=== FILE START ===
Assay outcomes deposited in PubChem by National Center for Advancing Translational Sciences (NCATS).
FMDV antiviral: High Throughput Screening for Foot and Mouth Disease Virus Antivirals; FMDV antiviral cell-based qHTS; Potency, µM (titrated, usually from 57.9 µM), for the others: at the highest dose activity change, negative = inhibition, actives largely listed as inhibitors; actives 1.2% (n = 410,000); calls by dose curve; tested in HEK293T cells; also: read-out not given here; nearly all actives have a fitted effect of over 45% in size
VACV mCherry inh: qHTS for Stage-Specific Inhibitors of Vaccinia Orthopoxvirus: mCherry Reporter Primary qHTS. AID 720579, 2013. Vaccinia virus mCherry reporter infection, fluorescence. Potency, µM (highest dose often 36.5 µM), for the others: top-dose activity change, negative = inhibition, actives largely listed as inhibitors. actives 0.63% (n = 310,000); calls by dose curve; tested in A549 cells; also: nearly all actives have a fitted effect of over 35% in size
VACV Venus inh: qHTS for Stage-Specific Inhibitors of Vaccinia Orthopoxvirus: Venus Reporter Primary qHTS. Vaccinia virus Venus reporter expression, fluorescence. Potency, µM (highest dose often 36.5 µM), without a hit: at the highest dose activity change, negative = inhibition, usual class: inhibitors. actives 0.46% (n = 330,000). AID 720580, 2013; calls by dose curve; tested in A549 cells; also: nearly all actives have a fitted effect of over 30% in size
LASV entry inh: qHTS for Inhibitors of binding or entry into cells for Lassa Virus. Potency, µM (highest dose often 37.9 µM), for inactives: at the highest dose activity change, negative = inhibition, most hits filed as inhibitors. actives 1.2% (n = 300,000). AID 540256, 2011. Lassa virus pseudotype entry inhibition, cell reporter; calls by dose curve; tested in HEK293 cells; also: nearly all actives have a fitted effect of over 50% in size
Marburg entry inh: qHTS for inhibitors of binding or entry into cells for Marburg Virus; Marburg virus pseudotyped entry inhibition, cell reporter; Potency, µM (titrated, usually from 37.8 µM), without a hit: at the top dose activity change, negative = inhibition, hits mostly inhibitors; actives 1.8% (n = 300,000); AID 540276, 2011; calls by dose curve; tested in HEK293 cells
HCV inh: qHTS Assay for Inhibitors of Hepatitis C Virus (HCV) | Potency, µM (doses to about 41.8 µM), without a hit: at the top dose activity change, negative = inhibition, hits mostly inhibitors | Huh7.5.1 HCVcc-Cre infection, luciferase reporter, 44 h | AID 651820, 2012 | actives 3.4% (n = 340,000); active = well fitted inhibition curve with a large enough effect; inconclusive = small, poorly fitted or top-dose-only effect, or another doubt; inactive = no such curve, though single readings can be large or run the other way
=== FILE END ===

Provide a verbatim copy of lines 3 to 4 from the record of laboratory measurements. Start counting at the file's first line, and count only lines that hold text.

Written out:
VACV mCherry inh: qHTS for Stage-Specific Inhibitors of Vaccinia Orthopoxvirus: mCherry Reporter Primary qHTS. AID 720579, 2013. Vaccinia virus mCherry reporter infection, fluorescence. Potency, µM (highest dose often 36.5 µM), for the others: top-dose activity change, negative = inhibition, actives largely listed as inhibitors. actives 0.63% (n = 310,000); calls by dose curve; tested in A549 cells; also: nearly all actives have a fitted effect of over 35% in size
VACV Venus inh: qHTS for Stage-Specific Inhibitors of Vaccinia Orthopoxvirus: Venus Reporter Primary qHTS. Vaccinia virus Venus reporter expression, fluorescence. Potency, µM (highest dose often 36.5 µM), without a hit: at the highest dose activity change, negative = inhibition, usual class: inhibitors. actives 0.46% (n = 330,000). AID 720580, 2013; calls by dose curve; tested in A549 cells; also: nearly all actives have a fitted effect of over 30% in size